The Goldman fraud suit continues to dominate the media cycle. After the initial shock of the US government actually doing something to hold Wall Street accountable, the business press — led by Goldman Sachs and their lawyers at Sullivan and Cromwell — has turned to questions about the merits of the suit. Today, the New York Times gave A1 real estate to a piece headlined “A Difficult Path In Goldman Case.”
The article opens by saying that the SEC is “pursuing an unusual claim that could be difficult to prove in court” according to legal experts. But the article only quotes one legal expert clearly criticizing the substance of the case: Allen Ferrell, a professor at Harvard Law School. According to his CV, Ferrell has been engaged as an “expert for large financial institution involving subprime-related litigation (details confidential).”
This is clearly a potential conflict, but the entire article appears to be based around Ferrell’s lone, critical quote. This is irresponsible journalism, especially considering the landmark significance of the Goldman suit. So I wrote the following letter to the Times ombudsman to alert him to the conflict and request a proper correction/disclosure:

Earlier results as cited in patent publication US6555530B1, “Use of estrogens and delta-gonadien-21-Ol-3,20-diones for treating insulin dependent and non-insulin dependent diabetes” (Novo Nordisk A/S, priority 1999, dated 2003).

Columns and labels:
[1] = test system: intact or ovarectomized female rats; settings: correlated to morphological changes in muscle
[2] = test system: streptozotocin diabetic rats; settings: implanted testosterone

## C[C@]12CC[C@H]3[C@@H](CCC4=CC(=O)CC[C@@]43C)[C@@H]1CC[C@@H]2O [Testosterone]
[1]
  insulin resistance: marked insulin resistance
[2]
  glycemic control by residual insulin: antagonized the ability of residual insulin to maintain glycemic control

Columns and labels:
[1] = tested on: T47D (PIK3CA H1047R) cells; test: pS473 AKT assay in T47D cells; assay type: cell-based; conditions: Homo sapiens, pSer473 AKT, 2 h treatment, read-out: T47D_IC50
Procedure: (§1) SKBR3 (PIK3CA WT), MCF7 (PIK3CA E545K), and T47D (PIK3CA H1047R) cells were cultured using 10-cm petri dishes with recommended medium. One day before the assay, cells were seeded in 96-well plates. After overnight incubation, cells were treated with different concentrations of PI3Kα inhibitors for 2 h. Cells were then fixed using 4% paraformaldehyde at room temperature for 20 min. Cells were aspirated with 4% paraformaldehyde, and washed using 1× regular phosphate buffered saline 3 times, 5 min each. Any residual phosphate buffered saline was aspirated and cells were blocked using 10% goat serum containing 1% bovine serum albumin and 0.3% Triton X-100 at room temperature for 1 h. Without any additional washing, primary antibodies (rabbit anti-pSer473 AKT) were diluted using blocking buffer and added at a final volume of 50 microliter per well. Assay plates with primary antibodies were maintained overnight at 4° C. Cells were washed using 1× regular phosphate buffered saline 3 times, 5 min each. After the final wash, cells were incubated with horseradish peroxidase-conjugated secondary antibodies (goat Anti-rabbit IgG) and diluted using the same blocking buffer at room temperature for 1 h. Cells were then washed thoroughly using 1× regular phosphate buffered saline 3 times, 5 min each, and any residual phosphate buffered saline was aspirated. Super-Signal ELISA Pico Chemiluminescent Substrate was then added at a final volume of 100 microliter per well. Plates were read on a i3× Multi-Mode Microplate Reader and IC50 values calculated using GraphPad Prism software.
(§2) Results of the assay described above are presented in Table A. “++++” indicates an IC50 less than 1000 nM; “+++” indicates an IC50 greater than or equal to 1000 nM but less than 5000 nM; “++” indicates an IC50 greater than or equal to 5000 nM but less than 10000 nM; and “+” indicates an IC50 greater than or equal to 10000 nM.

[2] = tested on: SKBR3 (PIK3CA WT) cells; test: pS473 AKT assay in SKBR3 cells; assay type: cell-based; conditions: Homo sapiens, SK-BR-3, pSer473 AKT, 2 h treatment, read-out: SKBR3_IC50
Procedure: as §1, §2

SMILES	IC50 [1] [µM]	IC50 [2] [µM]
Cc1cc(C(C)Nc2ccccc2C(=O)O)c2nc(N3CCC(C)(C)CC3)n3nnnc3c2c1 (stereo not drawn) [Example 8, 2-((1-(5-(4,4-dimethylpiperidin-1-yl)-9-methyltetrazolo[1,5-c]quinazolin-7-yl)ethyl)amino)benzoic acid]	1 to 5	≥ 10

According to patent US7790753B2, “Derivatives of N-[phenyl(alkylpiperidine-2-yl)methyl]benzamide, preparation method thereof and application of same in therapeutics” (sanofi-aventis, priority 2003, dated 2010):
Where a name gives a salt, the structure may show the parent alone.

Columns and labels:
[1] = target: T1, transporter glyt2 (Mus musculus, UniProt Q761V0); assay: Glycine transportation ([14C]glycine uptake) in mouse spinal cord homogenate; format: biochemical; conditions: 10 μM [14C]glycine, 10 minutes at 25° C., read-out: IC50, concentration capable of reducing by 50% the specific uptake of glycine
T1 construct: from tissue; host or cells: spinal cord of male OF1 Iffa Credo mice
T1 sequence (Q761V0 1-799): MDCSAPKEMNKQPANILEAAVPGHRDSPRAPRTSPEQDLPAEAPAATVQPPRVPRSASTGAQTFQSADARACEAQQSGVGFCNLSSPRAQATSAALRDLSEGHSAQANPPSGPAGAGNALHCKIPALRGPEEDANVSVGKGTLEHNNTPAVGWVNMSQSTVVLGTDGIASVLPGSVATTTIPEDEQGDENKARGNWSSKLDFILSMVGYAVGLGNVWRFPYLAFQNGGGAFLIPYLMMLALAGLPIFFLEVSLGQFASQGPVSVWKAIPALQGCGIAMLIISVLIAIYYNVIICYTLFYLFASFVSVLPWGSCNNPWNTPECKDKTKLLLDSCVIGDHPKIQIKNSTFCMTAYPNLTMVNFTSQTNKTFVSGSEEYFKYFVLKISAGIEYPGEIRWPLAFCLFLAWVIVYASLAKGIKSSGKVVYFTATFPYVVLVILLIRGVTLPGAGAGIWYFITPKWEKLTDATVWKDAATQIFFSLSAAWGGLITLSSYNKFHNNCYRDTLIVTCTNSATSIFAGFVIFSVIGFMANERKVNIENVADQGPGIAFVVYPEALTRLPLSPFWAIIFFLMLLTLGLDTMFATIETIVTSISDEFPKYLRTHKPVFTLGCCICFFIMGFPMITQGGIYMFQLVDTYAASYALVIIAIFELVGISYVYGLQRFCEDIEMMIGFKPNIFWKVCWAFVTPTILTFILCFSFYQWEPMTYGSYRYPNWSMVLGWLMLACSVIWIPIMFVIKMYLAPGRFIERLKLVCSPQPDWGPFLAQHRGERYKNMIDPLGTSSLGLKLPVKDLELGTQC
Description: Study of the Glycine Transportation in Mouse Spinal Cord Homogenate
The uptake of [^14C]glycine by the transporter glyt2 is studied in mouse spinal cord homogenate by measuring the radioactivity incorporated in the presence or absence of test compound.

Dear Mr. Hoyt,
I am writing regarding the article “A Difficult Path in Goldman Case,” by Binyamin Applebaum, on page A1 of today’s New York Times (April 20, 2010). The article asserts that the fraud case brought by the SEC against Goldman Sachs is a challenging one, pointing to “several experts on securities law.” However, only one expert is quoted as questioning the substance of the SEC’s case: Allen Ferrell, a professor at Harvard Law School.
According to Ferrell’s CV (http://www.law.harvard.edu/faculty/fferrell/cv.htm), he was recently engaged as an “expert for large financial institution involving subprime-related litigation (details confidential).” This is clearly a potential conflict — it is impossible to judge, as long as the details remain undisclosed — yet Applebaum quoted Ferrell as an independent expert. In fact, his quote was the linchpin of the piece; no other securities law expert quoted in the article registered clear criticism of the SEC’s case.
This is irresponsible journalism. Given the significance of the SEC’s case against Goldman, an article headlined “A Difficult Path in the Goldman Case” and running on page A1 should draw on the arguments of independent legal experts who are subject to rigorous disclosure standards — not lawyers in the employ of large financial institutions.
Can you please clarify as to whether Ferrell disclosed this conflict to the Times, and issue a correction notifying readers of the conflict?
Co-Director, Public Accountability Initiative
Update: The New York Times has informed me that they’ve double-checked with Professor Ferrell and he is not working for Goldman Sachs. Regardless, the New York Times should not base this sort of analysis on a quote from a lawyer who works for big banks.